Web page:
Are These 37 New Barbie Dolls Inclusive or Culturally Appropriated?

We honestly can't tell. Can't we just #CancelBarbie?

Mattel refuses to be canceled, no matter what feminists, child psychologists, or modern consumers say.

The Barbie-manufacturer has been revamping their classic line of unrealistic dolls since 2016 when they released a Barbie Fashionista collection including three new body types: "tall," "petite," and "curvy." This year, Mattel's cashing in on female empowerment and calls for cultural diversity by releasing dolls modeled after Frida Kahlo, Rosa Parks, Sally Ride, and, as the company recently confirmed, the Day of the Dead.

Day of the Dead Barbie Day of the Dead BarbieKTVU

For decades, Mattel sold dangerously unrealistic body standards to American children. Barbie's real-world proportions are estimated to be 5' 9" tall and 110 lbs, with a BMI of 16.24, which is to say that fewer than 1 in 100,000 women are genetically capable of reaching that level of emaciation. So it's understandable why Mattel wants to pivot towards more diverse and inclusive bodies in the Barbie line, especially after their sales dipped in 2018, with reported losses of over $200 million.

So far, it seems to be working. Recent reports indicate that Barbie sales have reached a five-year high this year, suggesting that their new designs are catching on with modern consumers. The new designs are part of Mattel's Inspiring Women series, which is based on historical figures who made significant contributions to society. Each doll comes with educational material about each woman's contributions. Just a few weeks ago, the official Barbie Twitter account announced, "We're adding two courageous women to the #Barbie Inspiring Women Series – Civil Rights activist, Rosa Parks, and the first American woman to fly in space, Sally Ride."

More recently, the Spanish language news source EFE Agency reported on the new "Barbie Día de Muertos," due for release September 12. The "Day of the Dead" doll is dedicated "to Mexico, its festivities, its symbols, and its people," according to the translated statement. "Her dress is long, embroidered and frilly decorated with flowers and butterflies. The final touch is completed by a crown with the iconic monarch butterflies and the cempasuchil flower to honor, above all, the symbols and offerings of this emblematic Mexican tradition."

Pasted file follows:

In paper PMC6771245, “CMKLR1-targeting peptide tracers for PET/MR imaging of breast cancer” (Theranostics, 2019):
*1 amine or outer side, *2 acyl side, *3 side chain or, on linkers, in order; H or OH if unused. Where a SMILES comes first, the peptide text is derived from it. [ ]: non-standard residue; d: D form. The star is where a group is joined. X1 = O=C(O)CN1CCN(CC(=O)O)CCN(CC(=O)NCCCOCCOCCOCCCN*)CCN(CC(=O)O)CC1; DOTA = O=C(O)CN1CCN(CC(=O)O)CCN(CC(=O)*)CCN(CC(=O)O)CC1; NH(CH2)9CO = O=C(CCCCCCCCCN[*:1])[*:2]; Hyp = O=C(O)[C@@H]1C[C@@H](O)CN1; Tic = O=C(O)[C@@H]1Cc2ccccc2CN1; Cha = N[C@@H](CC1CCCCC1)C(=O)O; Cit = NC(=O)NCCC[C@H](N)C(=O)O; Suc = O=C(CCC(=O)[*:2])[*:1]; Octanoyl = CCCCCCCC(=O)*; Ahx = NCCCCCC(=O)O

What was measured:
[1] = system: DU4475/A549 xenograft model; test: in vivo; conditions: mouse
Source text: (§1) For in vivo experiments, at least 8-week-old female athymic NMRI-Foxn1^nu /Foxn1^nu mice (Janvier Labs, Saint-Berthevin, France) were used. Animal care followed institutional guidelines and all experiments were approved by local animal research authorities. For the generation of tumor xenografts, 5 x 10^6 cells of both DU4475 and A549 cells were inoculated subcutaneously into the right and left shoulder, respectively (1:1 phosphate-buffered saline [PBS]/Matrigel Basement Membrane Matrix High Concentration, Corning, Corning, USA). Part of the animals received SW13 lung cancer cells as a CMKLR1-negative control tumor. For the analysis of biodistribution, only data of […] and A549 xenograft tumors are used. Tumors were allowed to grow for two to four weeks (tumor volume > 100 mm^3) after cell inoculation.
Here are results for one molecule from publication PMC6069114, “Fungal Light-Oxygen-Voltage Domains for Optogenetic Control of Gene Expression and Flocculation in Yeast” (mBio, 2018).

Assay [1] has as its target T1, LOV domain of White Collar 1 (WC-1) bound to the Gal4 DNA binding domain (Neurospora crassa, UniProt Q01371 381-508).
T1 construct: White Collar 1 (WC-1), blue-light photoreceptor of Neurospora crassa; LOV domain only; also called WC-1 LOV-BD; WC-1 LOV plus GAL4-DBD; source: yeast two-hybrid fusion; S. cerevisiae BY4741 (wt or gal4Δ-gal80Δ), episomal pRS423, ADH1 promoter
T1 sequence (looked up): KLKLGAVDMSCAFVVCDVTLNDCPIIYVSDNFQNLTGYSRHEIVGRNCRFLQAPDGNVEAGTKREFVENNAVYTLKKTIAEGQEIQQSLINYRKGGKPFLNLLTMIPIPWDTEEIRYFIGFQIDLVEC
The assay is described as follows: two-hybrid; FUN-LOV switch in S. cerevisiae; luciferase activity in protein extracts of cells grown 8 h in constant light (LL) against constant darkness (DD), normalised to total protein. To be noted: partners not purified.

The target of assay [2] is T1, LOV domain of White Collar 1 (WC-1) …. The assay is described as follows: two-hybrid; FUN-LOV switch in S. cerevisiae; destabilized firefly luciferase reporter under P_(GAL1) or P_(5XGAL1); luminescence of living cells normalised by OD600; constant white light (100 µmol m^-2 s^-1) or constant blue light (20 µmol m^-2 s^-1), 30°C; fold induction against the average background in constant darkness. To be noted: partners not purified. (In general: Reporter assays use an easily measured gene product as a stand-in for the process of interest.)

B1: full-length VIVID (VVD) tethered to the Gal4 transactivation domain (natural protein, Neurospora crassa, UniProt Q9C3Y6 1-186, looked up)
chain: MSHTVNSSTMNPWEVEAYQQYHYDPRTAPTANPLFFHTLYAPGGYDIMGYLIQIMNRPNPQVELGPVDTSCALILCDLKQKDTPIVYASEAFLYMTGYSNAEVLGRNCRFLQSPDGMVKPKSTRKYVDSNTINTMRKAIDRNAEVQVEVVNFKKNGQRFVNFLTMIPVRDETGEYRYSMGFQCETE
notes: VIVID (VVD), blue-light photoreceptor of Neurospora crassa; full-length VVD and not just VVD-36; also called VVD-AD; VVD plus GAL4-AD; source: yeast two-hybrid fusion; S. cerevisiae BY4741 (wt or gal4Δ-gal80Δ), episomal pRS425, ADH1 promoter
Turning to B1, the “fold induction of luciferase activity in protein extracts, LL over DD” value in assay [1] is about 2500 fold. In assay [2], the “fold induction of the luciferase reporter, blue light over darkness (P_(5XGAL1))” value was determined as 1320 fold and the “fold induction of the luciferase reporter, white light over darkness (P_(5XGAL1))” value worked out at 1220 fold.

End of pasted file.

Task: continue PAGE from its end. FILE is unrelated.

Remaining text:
While some limited editions of Barbie have occasionally celebrated diverse cultures, usually reserved for limited holiday release, Mattel is riding an unclear line between inclusivity and cultural appropriation. For instance, after Mattel released its Frida Kahlo doll last year, many people pointed out its problematic representation of the iconic Mexican artist. Kahlo's great-niece, Mara de Anda Romeo, even took the company to court over Mattel's right to use her image; she also panned how they whitewashed the doll. "I would have liked the doll to have traits more like Frida's, not this doll with light-colored eyes," Romeo told AFP News Agency.

Other responses on Twitter criticize the company for capitalizing on Latinx culture in more mainstream media, such as Amazon's Vida, Disney's Coco, and Netflix's One Day at a Time. One user posted, "We got Dia de Los Muertos Barbie but also brown girls in cages... 💀😑"



Regardless, the Day of the Dead doll is sold out at the hefty pre-order price of $75. In addition to Mattel's other Inspiring Women designs and a whopping 33 "size-inclusive" Barbie dolls released since 2016, Mattel seems to have successfully monetized female empowerment and cultural appreciation. To be honest, we'd count this as a progressive step forward if not for Mattel calling its new line "Sheroes" (because, apparently, if a hero is female, then we have to invent a new word to wrap our minds around it).

New barbies Philadelphia Tribune


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